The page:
Uber has just selected a new chairman, but the flood of bad news facing the Silicon Valley transport company does not stop.
The company confirmed on Tuesday that the Department of Justice is investigating whether executives violate the US laws prohibiting the bribery of foreign officials.
About cooperating with the investigation, said a spokesman Matt Kallman. The message was first reported by the Wall Street Journal. The DOJ did not respond immediately to requests for comment.
The federal bribery investigation is striking in one respect: large multinational corporations such as Walmart and Halliburton are more frequently subject to bribery investigations. Silicon Valley startups rarely do this kind of review.
The probe can reflect an aggressive international strategy pursued by the company’s trusted CEO, Travis Kalanick. Under the heavy-charging Kalanick, the Uber has expanded to 77 countries in only eight years.
The case is also the latest in a long litany of Tradems faced the company’s alleged incoming CEO, Expedia CEO Dara Khosrowshahi.
Khosrowshahi must struggle with the reputation of the company for rule-breaking and for a “bro” culture that is hostile to women and underrepresented minorities. He will address two federal investigations – the bribery investigation and a probe launched in May, whether the company has used special software to evade authorities in places where ride-sharing services were banned or restricted.
He must work to regain the confidence of the drivers after the company had admitted that she had been paying her for nearly three years in New York.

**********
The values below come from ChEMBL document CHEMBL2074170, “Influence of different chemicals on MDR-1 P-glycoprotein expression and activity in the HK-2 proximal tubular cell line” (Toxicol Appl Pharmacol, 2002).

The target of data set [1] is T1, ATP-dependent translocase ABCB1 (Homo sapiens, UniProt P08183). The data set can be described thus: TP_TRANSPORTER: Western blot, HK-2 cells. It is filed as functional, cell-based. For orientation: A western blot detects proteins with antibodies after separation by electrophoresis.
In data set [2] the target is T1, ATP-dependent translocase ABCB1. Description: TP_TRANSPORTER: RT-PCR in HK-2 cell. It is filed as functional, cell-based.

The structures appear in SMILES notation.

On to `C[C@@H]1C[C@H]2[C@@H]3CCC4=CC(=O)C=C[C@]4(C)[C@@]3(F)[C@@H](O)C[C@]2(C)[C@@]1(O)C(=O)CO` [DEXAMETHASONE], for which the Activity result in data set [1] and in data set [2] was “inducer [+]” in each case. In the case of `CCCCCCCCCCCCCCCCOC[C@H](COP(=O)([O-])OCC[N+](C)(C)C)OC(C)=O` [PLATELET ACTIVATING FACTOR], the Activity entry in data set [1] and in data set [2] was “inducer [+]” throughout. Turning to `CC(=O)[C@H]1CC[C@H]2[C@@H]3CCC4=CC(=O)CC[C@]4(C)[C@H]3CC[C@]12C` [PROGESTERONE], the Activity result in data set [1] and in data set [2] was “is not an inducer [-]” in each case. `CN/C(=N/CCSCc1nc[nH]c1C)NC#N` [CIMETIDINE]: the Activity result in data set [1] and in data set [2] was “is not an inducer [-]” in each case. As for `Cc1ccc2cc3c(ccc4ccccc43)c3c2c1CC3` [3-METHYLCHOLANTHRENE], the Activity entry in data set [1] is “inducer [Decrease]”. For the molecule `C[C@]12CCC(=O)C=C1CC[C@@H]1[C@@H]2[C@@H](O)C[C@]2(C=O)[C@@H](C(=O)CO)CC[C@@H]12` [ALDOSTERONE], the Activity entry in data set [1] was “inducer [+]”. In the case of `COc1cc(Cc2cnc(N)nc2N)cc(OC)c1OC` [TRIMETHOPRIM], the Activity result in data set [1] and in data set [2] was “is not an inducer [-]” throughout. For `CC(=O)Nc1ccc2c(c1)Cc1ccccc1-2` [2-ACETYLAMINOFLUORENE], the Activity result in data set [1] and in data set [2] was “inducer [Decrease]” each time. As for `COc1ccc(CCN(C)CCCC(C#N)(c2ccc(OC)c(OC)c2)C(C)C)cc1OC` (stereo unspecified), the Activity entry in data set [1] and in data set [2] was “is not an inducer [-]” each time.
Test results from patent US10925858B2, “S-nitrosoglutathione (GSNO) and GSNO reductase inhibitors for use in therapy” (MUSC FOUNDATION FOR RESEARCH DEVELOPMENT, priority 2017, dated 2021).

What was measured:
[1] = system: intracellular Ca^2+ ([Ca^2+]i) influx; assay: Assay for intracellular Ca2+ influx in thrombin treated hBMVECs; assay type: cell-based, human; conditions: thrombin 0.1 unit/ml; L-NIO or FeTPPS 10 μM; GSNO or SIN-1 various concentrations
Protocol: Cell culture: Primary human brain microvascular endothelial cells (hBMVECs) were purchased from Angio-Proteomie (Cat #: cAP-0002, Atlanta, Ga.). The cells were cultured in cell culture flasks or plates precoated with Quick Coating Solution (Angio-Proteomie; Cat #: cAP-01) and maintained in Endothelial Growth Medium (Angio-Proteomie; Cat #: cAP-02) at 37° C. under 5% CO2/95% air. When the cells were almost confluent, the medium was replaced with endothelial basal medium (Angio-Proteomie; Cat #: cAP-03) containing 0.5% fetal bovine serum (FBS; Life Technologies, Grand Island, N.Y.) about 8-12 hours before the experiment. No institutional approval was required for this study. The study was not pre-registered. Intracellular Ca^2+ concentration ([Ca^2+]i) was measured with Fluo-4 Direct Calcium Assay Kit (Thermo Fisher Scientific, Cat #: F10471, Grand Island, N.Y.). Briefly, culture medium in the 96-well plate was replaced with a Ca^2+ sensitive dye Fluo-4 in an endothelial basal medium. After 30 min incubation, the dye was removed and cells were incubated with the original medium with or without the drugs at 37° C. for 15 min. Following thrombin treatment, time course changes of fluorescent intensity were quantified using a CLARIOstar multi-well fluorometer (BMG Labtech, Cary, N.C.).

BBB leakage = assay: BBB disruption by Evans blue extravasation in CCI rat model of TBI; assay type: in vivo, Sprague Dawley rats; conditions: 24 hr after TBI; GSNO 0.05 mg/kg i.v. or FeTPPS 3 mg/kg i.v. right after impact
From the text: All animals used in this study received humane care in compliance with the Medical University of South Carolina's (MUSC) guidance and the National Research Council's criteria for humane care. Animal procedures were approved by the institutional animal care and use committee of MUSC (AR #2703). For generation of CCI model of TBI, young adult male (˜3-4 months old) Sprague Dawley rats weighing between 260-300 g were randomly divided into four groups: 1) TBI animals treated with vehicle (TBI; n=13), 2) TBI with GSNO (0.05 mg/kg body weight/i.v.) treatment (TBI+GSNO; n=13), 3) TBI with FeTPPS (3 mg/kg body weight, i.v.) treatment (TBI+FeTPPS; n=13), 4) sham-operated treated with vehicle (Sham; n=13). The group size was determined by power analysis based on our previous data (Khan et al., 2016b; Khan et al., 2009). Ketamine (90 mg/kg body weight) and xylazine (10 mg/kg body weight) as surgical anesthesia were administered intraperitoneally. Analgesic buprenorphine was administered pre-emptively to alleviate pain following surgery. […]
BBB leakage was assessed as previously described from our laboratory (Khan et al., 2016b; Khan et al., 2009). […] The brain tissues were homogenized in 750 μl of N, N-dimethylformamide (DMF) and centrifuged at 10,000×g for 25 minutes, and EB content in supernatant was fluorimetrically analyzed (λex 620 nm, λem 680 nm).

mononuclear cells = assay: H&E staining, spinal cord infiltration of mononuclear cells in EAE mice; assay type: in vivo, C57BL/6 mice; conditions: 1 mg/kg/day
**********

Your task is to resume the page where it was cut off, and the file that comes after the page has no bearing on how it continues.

And he must continue to make a major lawsuit against Waymo, the self-employed division of Google, about whether the company has stolen business secrets to build its self-running car program.
The bribery probe is provisional, according to the Wall Street Journal. Depending on what it finds, the agency could open a larger investigation.
International expansion strategies, which were implemented by land managers and also by Kalanick himself, often led to controversy. The company recently pulled out of China and Russia in face of the brutal competition from local champions, which were favorably viewed by the government. The company was broken into South Korea and France, and was recently suspended in the Philippines. It also struggles with European regulatory authorities to decide whether it should be subject to the same rules as regular taxi services.
US rules that prevent foreign bribery from a Watergate era law, known as the US Foreign Corrupt Practice Act, which is not only the payment of bribes to foreign officials, but also the intention to bribe or fuzzy accounting practices prohibits.
Payments may include receiving or providing cash or non-cash gifts of value to a foreign official.
It was not known which country or countries were involved in the probe.